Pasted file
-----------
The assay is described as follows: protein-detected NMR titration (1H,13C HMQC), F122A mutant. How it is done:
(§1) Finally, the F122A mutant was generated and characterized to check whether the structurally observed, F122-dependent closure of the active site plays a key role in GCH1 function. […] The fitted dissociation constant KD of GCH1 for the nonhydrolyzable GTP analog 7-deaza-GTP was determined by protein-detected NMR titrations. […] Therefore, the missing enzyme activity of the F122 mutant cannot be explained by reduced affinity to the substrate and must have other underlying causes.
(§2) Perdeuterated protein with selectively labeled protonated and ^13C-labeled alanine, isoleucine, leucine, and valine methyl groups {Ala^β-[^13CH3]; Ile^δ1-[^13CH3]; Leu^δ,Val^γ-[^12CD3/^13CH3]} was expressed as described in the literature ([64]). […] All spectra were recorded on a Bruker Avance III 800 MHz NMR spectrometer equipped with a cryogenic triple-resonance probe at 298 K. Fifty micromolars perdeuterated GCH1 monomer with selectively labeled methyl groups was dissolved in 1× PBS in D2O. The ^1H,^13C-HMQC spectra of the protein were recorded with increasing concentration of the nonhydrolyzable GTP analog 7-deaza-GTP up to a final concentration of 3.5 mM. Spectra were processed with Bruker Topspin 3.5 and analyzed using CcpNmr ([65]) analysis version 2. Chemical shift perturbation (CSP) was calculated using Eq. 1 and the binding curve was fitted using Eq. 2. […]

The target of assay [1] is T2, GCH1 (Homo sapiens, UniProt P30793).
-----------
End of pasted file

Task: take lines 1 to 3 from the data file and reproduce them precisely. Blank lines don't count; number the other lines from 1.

The assay is described as follows: protein-detected NMR titration (1H,13C HMQC), F122A mutant. How it is done:
(§1) Finally, the F122A mutant was generated and characterized to check whether the structurally observed, F122-dependent closure of the active site plays a key role in GCH1 function. […] The fitted dissociation constant KD of GCH1 for the nonhydrolyzable GTP analog 7-deaza-GTP was determined by protein-detected NMR titrations. […] Therefore, the missing enzyme activity of the F122 mutant cannot be explained by reduced affinity to the substrate and must have other underlying causes.
(§2) Perdeuterated protein with selectively labeled protonated and ^13C-labeled alanine, isoleucine, leucine, and valine methyl groups {Ala^β-[^13CH3]; Ile^δ1-[^13CH3]; Leu^δ,Val^γ-[^12CD3/^13CH3]} was expressed as described in the literature ([64]). […] All spectra were recorded on a Bruker Avance III 800 MHz NMR spectrometer equipped with a cryogenic triple-resonance probe at 298 K. Fifty micromolars perdeuterated GCH1 monomer with selectively labeled methyl groups was dissolved in 1× PBS in D2O. The ^1H,^13C-HMQC spectra of the protein were recorded with increasing concentration of the nonhydrolyzable GTP analog 7-deaza-GTP up to a final concentration of 3.5 mM. Spectra were processed with Bruker Topspin 3.5 and analyzed using CcpNmr ([65]) analysis version 2. Chemical shift perturbation (CSP) was calculated using Eq. 1 and the binding curve was fitted using Eq. 2. […]